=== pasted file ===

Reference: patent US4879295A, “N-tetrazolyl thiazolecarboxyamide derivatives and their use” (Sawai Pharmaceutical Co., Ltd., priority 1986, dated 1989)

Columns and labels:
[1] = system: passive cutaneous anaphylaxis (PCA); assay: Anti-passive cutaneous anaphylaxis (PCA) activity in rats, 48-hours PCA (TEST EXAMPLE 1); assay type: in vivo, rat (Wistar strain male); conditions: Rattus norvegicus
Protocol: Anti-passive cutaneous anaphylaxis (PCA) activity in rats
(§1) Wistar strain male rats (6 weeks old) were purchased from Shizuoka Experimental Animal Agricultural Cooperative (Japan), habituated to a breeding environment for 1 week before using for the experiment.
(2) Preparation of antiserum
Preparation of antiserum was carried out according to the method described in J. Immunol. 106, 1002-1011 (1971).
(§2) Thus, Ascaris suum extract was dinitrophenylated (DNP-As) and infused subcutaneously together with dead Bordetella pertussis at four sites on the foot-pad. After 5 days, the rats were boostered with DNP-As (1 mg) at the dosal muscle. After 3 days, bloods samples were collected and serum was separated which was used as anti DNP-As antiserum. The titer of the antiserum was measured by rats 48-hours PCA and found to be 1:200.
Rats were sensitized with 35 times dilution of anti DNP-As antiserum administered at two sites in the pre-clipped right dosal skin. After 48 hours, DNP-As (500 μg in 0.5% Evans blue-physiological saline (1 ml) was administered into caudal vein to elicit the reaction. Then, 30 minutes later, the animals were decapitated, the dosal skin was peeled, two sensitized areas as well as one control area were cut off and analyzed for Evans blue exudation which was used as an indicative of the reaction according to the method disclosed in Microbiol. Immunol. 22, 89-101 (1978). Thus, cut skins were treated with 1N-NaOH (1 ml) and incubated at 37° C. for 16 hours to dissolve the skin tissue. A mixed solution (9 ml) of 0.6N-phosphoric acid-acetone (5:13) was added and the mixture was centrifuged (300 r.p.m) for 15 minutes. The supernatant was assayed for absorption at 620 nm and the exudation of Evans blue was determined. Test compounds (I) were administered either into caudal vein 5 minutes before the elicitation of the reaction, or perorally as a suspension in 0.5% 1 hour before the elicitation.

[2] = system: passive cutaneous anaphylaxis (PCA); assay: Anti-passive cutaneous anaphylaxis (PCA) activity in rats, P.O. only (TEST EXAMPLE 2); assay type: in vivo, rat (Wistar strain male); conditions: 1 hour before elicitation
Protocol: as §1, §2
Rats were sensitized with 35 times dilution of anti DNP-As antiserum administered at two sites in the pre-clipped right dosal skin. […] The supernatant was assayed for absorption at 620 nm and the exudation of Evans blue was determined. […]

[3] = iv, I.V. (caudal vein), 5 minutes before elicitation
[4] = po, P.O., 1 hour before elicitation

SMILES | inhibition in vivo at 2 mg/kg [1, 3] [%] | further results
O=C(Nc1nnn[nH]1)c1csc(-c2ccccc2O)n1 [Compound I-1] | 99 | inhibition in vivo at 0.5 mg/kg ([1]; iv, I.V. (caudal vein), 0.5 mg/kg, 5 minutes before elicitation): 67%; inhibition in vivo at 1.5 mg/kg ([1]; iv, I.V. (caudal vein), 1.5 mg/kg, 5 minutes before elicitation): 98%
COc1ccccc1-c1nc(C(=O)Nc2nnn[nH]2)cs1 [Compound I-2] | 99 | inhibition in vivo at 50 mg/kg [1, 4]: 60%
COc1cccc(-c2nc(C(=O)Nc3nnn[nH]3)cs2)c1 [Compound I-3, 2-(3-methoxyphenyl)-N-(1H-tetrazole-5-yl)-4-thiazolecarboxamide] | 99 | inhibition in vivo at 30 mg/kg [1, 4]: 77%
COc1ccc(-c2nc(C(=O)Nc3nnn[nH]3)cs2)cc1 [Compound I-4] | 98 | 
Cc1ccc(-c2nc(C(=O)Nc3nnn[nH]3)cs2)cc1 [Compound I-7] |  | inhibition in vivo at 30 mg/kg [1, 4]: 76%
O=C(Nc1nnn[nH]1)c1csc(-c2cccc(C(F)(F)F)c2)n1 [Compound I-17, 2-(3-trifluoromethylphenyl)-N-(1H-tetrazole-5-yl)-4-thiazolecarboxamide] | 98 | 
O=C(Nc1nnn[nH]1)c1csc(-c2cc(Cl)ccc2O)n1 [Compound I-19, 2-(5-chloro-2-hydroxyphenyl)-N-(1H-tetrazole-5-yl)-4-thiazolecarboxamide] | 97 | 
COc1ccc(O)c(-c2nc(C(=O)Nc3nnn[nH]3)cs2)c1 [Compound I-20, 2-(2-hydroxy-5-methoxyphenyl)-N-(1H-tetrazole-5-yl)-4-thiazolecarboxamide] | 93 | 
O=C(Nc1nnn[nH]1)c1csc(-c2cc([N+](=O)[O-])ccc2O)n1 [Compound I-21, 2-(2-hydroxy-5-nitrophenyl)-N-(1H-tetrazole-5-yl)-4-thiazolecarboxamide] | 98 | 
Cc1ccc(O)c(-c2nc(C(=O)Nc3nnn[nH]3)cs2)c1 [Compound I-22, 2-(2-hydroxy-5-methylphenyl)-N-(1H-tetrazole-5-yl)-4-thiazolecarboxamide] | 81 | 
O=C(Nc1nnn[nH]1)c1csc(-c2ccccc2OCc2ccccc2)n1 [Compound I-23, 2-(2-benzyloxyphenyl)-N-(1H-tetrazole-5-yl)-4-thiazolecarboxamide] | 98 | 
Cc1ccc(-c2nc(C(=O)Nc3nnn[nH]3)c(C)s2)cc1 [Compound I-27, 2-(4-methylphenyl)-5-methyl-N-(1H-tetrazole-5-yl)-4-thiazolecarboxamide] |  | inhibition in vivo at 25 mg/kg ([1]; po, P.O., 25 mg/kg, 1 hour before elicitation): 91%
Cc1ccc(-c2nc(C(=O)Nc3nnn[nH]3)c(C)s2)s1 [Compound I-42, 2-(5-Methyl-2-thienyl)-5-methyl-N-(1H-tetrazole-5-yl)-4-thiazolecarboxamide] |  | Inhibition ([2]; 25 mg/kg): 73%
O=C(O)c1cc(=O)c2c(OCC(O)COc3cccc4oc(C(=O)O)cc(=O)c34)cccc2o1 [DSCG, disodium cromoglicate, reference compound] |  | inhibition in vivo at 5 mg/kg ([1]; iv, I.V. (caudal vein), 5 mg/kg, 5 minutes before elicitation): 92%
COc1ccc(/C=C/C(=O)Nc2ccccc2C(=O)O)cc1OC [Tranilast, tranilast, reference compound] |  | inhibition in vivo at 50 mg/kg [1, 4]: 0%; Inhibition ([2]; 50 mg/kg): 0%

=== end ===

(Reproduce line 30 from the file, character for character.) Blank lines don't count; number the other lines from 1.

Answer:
COc1ccc(/C=C/C(=O)Nc2ccccc2C(=O)O)cc1OC [Tranilast, tranilast, reference compound] |  | inhibition in vivo at 50 mg/kg [1, 4]: 0%; Inhibition ([2]; 50 mg/kg): 0%